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Suppressing yawning poses potential risks: Doctors explain reasons

Suppressing yawning poses potential risks: Doctors explain reasons Illustrative photo (Photo: freepik.com)
Author: Daria Shekina

Yawning is a human phenomenon that is still the subject of many studies and questions. It occurs for various reasons - after waking up or before sleep. And often - if someone nearby yawns. You may also yawn during the day or when you feel nauseous.

Why do people yawn, and is it possible to suppress this process, is explained by Fit or Fun.

What yawning does to the body

On average, a yawn lasts for about five seconds. Physiological features of yawning were identified in one study, revealing a significant increase in heart rate at the peak of yawning, which continues to rise even more within 15 seconds after yawning. The same applies to skin conductance.

Most yawning episodes occurred during low-interaction activities such as seminars, learning, driving, or watching TV. Faster and interactive actions like cleaning, cooking, talking, etc., were less associated with yawning episodes. This strengthens the conclusion that yawning serves for arousal or stimulation, hence, yawning is followed by higher brain activation.

In another study, researchers found that most yawns in chimpanzees occurred during any activity. Only in very rare cases was yawning accompanied by sleepiness, happening either right before sleep or immediately after waking up.

Research on rats indicated that yawning has a cooling effect on certain brain areas. According to this, the temperature rises for three minutes before yawning, then significantly drops until it returns to the initial temperature - within three minutes afterward.

Should yawning be suppressed?

According to a 2018 study, yawning is associated with migraine attacks.

However, it is widely accepted that yawning, if not occurring more than once per minute, even if perceived as annoying, does not indicate a medical cause and, therefore, is not harmful to health.

As for suppressing this urge, in the worst case, if yawning is perceived by another person as disinterest or even disrespect, it might make sense to suppress it sometimes.

Just like suppressing a sneeze, the question here is whether frequent suppression of yawning can be harmful.

Gallup, a psychology professor who conducted numerous studies on yawning, also considers the purpose of yawning to cool the brain. "It changes the frequency and temperature of blood flow to the brain."

According to Gallup, morning and evening yawning can be explained by the fact that at these two moments, the body temperature is the highest.

Therefore, he sees yawning as a tool to smoothly transition from wakefulness to sleep and vice versa.

For a while, it was believed that yawning is intended to clear the lungs of low-oxygen air and thus increase oxygen saturation in the brain.

However, this assumption was discarded after a study, in which participants had to inhale air mixtures of different compositions, failed to find noticeable differences in behavior during yawning.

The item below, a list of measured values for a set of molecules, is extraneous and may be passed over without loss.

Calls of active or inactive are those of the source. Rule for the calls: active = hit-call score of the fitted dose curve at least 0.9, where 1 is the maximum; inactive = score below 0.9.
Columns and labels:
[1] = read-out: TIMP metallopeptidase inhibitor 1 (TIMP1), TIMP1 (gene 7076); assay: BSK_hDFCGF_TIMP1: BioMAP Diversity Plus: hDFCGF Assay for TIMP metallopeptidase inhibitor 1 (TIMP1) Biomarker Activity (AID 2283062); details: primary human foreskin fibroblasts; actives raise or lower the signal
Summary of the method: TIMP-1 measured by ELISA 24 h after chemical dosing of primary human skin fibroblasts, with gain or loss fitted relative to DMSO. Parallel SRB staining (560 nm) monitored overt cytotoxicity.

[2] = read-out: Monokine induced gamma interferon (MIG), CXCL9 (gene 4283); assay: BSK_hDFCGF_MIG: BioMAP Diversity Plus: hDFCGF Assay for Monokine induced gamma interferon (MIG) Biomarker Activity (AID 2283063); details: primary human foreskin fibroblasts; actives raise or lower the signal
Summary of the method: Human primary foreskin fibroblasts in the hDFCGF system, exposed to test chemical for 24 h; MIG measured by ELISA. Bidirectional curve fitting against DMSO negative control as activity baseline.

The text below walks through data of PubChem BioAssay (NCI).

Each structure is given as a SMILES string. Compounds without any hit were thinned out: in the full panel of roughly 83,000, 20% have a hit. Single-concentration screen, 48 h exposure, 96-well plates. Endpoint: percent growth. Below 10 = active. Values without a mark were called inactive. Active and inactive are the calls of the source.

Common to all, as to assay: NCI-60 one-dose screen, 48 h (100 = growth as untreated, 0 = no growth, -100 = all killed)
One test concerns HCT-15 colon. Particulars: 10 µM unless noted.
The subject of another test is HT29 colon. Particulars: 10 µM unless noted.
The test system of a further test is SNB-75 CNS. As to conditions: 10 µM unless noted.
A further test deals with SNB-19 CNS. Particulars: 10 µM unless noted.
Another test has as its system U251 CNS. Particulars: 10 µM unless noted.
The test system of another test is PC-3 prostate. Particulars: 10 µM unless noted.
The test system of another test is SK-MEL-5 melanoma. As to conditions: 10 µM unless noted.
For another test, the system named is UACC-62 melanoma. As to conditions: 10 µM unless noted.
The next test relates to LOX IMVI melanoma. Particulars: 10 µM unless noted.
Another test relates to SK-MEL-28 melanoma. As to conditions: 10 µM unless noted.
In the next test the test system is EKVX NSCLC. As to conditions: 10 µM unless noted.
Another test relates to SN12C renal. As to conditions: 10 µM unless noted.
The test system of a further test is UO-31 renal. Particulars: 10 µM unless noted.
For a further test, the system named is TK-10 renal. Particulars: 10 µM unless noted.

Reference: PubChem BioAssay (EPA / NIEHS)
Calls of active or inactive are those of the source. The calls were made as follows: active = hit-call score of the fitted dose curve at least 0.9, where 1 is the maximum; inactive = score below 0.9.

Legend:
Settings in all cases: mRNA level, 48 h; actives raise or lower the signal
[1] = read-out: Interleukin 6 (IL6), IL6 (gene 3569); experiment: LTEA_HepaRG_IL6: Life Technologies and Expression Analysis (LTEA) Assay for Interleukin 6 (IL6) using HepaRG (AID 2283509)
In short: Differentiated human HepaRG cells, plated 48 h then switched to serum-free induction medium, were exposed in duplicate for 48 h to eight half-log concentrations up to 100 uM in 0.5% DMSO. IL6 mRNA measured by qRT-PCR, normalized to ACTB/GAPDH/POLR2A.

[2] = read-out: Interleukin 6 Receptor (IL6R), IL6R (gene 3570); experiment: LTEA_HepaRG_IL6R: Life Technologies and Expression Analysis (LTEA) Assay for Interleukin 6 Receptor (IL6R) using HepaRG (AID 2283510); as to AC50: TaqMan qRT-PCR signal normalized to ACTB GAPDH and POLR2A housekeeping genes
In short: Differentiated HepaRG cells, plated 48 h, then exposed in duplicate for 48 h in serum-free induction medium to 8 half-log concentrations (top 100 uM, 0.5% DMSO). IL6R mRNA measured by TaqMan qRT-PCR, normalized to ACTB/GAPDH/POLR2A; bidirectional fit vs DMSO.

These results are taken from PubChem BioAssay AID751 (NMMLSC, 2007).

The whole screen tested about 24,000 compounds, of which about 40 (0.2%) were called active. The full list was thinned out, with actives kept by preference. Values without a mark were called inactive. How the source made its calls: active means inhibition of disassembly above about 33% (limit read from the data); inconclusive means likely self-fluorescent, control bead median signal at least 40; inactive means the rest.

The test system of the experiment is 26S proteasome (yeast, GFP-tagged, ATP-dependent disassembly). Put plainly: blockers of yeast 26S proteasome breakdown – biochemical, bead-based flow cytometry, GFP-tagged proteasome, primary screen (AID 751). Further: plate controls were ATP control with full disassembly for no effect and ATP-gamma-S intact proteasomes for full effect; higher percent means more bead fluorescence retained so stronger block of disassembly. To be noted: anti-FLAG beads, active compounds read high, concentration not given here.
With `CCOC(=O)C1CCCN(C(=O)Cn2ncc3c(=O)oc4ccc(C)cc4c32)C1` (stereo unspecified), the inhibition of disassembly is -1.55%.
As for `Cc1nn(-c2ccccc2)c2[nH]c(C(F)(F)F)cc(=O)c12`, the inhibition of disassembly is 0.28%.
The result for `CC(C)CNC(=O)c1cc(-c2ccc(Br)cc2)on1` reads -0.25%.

Another theory suggests that yawning is aimed at reducing pressure on the ears. In addition to consciously equalizing pressure by pinching the nose and blowing into it, yawning is an unconscious way to reduce ear pressure during takeoff and landing in an airplane.

Yawning is contagious. It is known. If someone starts yawning nearby, in your field of vision, it will be challenging not to join. Sometimes, it's enough for someone to yawn on TV for you to start talking about yawning or even read about yawning in this article.

There is clinical, neurobiological, and psychological evidence linking contagious yawning to interpersonal empathy. An Italian research group spent a year studying how various factors influence the likelihood of contagion caused by yawning.

For instance, they checked whether and to what extent origin, gender, or certain characteristics of yawning in yawning and non-yawning people, as well as agreements between them on accepting yawning, affect the likelihood of contagion.

As a result, only the factor of "social bonds" could predict the appearance of yawning contagion. Parental yawning was the most contagious.

Millen and Anderson found that children are largely immune to contagious yawning until school age. Contagious yawning could only be observed in children aged four to five.

Another research group was able to show that people suffering from schizophrenia also much less frequently get infected through other people's yawning.

How people suppress yawning

According to the cooling theory, the best way to successfully suppress yawning is to put a cooling pad on the head. According to a 2019 study, placing a cooling pillow with a temperature of about 4 degrees Celsius on the neck reduced yawning episodes in study participants three times compared to those who received a heating pad.

But, according to Gallup, deep inhalation and exhalation through the nose also lead to cooling of the frontal cortex. In another study, he was also able to prove that chewing gum reduces the need to yawn.

And Professor Robert R. Provine from the University of Maryland also advises deep breathing through the nose. According to the neurobiologist and psychologist, this only helps for a limited time. At some point, yawning still appears.

We also reported about signs indicating a tired psyche.